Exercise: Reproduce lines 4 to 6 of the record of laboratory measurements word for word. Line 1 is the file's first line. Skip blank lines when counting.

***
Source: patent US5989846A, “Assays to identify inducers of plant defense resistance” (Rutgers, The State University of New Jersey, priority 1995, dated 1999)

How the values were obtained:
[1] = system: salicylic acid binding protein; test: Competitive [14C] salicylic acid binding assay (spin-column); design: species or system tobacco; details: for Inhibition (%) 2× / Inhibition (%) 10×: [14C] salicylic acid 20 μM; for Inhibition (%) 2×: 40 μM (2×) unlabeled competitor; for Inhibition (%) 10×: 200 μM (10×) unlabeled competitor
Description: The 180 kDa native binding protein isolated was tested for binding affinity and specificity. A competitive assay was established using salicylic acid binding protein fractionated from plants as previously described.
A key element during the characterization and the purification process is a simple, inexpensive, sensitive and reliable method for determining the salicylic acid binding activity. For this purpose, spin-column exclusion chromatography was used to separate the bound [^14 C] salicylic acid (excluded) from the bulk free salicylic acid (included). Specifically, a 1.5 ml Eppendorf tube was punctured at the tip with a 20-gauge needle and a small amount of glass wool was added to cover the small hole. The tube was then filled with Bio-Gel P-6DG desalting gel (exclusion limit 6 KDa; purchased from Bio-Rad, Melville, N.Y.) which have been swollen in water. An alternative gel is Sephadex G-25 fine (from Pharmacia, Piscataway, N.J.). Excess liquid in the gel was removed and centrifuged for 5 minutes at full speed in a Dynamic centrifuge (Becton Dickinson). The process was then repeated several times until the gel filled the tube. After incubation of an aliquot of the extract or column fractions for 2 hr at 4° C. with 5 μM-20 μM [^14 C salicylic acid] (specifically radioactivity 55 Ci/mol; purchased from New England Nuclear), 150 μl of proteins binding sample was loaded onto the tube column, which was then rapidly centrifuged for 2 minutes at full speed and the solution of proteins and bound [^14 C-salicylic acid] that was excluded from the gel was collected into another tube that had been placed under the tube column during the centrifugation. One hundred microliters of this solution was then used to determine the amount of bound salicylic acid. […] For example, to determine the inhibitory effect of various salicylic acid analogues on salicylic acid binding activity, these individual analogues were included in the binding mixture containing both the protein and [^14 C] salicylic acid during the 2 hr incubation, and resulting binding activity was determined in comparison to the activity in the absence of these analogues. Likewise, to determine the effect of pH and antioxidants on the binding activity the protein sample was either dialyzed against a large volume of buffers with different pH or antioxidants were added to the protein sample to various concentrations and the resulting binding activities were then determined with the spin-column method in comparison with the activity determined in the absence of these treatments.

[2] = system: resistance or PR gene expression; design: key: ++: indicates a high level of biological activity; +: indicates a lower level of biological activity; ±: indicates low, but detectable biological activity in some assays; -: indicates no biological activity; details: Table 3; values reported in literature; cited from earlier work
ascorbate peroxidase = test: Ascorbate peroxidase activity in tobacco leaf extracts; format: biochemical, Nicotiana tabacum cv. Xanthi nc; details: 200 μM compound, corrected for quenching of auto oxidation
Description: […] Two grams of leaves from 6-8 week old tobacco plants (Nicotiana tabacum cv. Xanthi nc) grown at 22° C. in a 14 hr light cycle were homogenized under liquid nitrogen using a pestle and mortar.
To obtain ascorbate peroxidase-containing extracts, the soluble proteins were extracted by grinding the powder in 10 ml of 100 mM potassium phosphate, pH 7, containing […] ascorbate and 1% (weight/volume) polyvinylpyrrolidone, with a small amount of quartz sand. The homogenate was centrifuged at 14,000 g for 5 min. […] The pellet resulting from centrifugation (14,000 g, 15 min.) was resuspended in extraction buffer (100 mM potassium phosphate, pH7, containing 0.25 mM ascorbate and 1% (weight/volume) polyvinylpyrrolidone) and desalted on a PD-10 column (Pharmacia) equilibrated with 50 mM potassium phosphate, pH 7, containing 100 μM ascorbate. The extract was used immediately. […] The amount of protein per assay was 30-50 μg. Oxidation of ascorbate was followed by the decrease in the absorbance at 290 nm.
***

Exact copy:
Description: The 180 kDa native binding protein isolated was tested for binding affinity and specificity. A competitive assay was established using salicylic acid binding protein fractionated from plants as previously described.
A key element during the characterization and the purification process is a simple, inexpensive, sensitive and reliable method for determining the salicylic acid binding activity. For this purpose, spin-column exclusion chromatography was used to separate the bound [^14 C] salicylic acid (excluded) from the bulk free salicylic acid (included). Specifically, a 1.5 ml Eppendorf tube was punctured at the tip with a 20-gauge needle and a small amount of glass wool was added to cover the small hole. The tube was then filled with Bio-Gel P-6DG desalting gel (exclusion limit 6 KDa; purchased from Bio-Rad, Melville, N.Y.) which have been swollen in water. An alternative gel is Sephadex G-25 fine (from Pharmacia, Piscataway, N.J.). Excess liquid in the gel was removed and centrifuged for 5 minutes at full speed in a Dynamic centrifuge (Becton Dickinson). The process was then repeated several times until the gel filled the tube. After incubation of an aliquot of the extract or column fractions for 2 hr at 4° C. with 5 μM-20 μM [^14 C salicylic acid] (specifically radioactivity 55 Ci/mol; purchased from New England Nuclear), 150 μl of proteins binding sample was loaded onto the tube column, which was then rapidly centrifuged for 2 minutes at full speed and the solution of proteins and bound [^14 C-salicylic acid] that was excluded from the gel was collected into another tube that had been placed under the tube column during the centrifugation. One hundred microliters of this solution was then used to determine the amount of bound salicylic acid. […] For example, to determine the inhibitory effect of various salicylic acid analogues on salicylic acid binding activity, these individual analogues were included in the binding mixture containing both the protein and [^14 C] salicylic acid during the 2 hr incubation, and resulting binding activity was determined in comparison to the activity in the absence of these analogues. Likewise, to determine the effect of pH and antioxidants on the binding activity the protein sample was either dialyzed against a large volume of buffers with different pH or antioxidants were added to the protein sample to various concentrations and the resulting binding activities were then determined with the spin-column method in comparison with the activity determined in the absence of these treatments.

[2] = system: resistance or PR gene expression; design: key: ++: indicates a high level of biological activity; +: indicates a lower level of biological activity; ±: indicates low, but detectable biological activity in some assays; -: indicates no biological activity; details: Table 3; values reported in literature; cited from earlier work